After four years of enjoying the experience of owning a Honda 2 litre V-tec Civic Sport, I decided it was time to shift up a few gears and become proud owners in the hot-selling SUV sector.
To be fair, the Civic was always going to be a tough act to follow – it’s packed with power and super sporty with compliant ride and suspension. However, it wasn’t until I got behind the wheel of an SUV did I realise that what the Civic lacked, the SUV made up for. My Civic was without a reversing camera, all-round visibility, and didn’t come with the high seating of the latest crop of Sports Utility Vehicles.
I set about compiling a shortlist of suitable SUV candidates in the $30,000 to $40,000 RRP range, which, after applying lease company fleet discount bought monthly payments down to the $450 to $550 bracket.
The criteria for an SUV included:
• Long-term affordability – economy, servicing costs and resale value
• Easy entry/egress for elderly passengers
• Complete visibility and a good quality reversing camera with a decent sized screen
• Room for golf clubs and trundler (or a dog), without having to fold seats
• All the latest safety and technology features; cruise control, phone integration, GPS including Apple CarPlay, at least 6-speed auto with flappy paddle gear box, and of course full climate air control
• Height-adjustable seating with excellent front and one-third rear visibility.
• Comfortable ride, lumbar and thigh support, right foot rest support due to predisposition to use cruise control excessively
• Smooth modern styling but not too polarising, leaning towards a traditional 4WD look.
From this, I shortlisted to three models: Kia Sportage, Mitsubishi Outlander and Suzuki Vitara.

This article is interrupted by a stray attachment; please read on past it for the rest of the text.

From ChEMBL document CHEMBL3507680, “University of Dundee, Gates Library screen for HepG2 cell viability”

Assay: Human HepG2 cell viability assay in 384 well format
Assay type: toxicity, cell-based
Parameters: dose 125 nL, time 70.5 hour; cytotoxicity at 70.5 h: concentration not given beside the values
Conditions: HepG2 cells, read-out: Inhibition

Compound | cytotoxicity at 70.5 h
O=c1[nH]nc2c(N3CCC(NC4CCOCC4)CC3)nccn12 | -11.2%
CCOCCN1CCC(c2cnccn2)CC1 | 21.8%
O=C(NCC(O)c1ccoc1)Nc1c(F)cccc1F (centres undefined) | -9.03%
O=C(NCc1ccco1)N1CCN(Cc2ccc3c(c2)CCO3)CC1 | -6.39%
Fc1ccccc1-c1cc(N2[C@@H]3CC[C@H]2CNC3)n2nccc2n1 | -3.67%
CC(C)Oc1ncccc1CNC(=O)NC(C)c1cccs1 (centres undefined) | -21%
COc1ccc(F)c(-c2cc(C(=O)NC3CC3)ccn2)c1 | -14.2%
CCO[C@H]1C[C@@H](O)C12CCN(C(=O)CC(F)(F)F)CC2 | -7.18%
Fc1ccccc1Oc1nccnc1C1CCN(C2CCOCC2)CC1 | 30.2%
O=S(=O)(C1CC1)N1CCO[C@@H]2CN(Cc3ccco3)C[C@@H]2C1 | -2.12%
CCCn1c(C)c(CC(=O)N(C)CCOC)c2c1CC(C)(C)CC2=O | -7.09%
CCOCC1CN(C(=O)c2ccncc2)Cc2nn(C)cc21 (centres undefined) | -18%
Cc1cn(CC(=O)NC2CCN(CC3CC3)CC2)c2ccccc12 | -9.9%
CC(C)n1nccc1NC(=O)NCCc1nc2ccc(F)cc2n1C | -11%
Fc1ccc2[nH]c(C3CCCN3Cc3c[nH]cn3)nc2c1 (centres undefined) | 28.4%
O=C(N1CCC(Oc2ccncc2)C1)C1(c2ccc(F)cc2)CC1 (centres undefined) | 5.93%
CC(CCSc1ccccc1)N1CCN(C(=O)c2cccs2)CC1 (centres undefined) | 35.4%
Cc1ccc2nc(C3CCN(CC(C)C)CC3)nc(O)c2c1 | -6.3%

Of course, when it comes to identifying the best car for you, personal preferences come into play. I particularly liked the styling of the Sportage and the practicality and space of the Outlander. While they both had huge appeal, the overall economy of the Vitara, coupled with my happy memories of the fun I had driving my Swift Sport a couple of years earlier gave it an advantage.
My final decision was sealed during a long test drive in which the Vitara averaged 5.8L/100km even after a spirited drive over the Kaimai Range to Okoroire and back! That equates to 700km per $65 fill. Another major factor was the crispness of the 6-speed full auto with the steering wheel mounted paddles, allowing for manual override. This was a turning point for me, as I’d never really come to grips with the alternative CVT auto of some of the others in this class – they took me back to my days of my first car which had a slipping clutch.
Overall, the Vitara surprised me – in a good way! Having been a petrol-head all my life, I thought the 1600 naturally aspirated engine would struggle in the SUV configuration. I thought this could be a trade-off to get such good economy but now after a year of owning and driving my Vitara, it has always exceeded my expectations. Would I like the turbo version – of course. Could I justify upgrading to turbo for an additional $4000? Probably not, but that’s not to say you couldn’t!